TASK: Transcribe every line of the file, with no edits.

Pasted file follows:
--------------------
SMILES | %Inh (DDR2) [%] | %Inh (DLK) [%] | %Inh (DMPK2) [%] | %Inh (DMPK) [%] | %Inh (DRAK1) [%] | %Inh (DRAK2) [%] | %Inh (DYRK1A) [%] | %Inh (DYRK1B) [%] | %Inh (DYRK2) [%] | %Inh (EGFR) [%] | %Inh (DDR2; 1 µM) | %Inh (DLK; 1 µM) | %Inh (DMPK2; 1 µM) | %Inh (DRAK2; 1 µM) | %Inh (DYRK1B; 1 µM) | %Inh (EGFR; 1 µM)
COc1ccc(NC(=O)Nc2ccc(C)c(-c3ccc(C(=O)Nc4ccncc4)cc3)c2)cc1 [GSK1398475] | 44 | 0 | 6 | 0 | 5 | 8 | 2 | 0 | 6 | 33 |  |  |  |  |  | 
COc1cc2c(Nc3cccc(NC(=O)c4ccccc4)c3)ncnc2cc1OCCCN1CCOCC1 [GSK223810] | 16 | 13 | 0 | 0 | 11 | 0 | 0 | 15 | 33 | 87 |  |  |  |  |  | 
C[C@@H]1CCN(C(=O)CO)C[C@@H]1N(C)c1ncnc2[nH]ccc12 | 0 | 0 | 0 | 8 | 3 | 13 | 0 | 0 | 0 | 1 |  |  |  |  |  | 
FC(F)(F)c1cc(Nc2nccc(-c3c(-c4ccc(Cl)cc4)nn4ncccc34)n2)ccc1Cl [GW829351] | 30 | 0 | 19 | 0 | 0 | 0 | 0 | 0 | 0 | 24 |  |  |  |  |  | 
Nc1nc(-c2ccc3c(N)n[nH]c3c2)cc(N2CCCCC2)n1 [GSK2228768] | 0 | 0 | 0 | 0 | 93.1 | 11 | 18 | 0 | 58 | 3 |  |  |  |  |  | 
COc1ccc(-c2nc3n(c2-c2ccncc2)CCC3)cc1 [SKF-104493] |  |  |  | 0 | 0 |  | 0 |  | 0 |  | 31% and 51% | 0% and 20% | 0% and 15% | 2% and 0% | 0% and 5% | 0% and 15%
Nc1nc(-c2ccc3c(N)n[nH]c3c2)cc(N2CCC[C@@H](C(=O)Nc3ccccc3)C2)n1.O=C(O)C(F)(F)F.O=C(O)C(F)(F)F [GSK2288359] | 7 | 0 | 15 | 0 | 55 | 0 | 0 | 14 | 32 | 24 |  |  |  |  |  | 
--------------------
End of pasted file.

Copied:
SMILES | %Inh (DDR2) [%] | %Inh (DLK) [%] | %Inh (DMPK2) [%] | %Inh (DMPK) [%] | %Inh (DRAK1) [%] | %Inh (DRAK2) [%] | %Inh (DYRK1A) [%] | %Inh (DYRK1B) [%] | %Inh (DYRK2) [%] | %Inh (EGFR) [%] | %Inh (DDR2; 1 µM) | %Inh (DLK; 1 µM) | %Inh (DMPK2; 1 µM) | %Inh (DRAK2; 1 µM) | %Inh (DYRK1B; 1 µM) | %Inh (EGFR; 1 µM)
COc1ccc(NC(=O)Nc2ccc(C)c(-c3ccc(C(=O)Nc4ccncc4)cc3)c2)cc1 [GSK1398475] | 44 | 0 | 6 | 0 | 5 | 8 | 2 | 0 | 6 | 33 |  |  |  |  |  | 
COc1cc2c(Nc3cccc(NC(=O)c4ccccc4)c3)ncnc2cc1OCCCN1CCOCC1 [GSK223810] | 16 | 13 | 0 | 0 | 11 | 0 | 0 | 15 | 33 | 87 |  |  |  |  |  | 
C[C@@H]1CCN(C(=O)CO)C[C@@H]1N(C)c1ncnc2[nH]ccc12 | 0 | 0 | 0 | 8 | 3 | 13 | 0 | 0 | 0 | 1 |  |  |  |  |  | 
FC(F)(F)c1cc(Nc2nccc(-c3c(-c4ccc(Cl)cc4)nn4ncccc34)n2)ccc1Cl [GW829351] | 30 | 0 | 19 | 0 | 0 | 0 | 0 | 0 | 0 | 24 |  |  |  |  |  | 
Nc1nc(-c2ccc3c(N)n[nH]c3c2)cc(N2CCCCC2)n1 [GSK2228768] | 0 | 0 | 0 | 0 | 93.1 | 11 | 18 | 0 | 58 | 3 |  |  |  |  |  | 
COc1ccc(-c2nc3n(c2-c2ccncc2)CCC3)cc1 [SKF-104493] |  |  |  | 0 | 0 |  | 0 |  | 0 |  | 31% and 51% | 0% and 20% | 0% and 15% | 2% and 0% | 0% and 5% | 0% and 15%
Nc1nc(-c2ccc3c(N)n[nH]c3c2)cc(N2CCC[C@@H](C(=O)Nc3ccccc3)C2)n1.O=C(O)C(F)(F)F.O=C(O)C(F)(F)F [GSK2288359] | 7 | 0 | 15 | 0 | 55 | 0 | 0 | 14 | 32 | 24 |  |  |  |  |  | 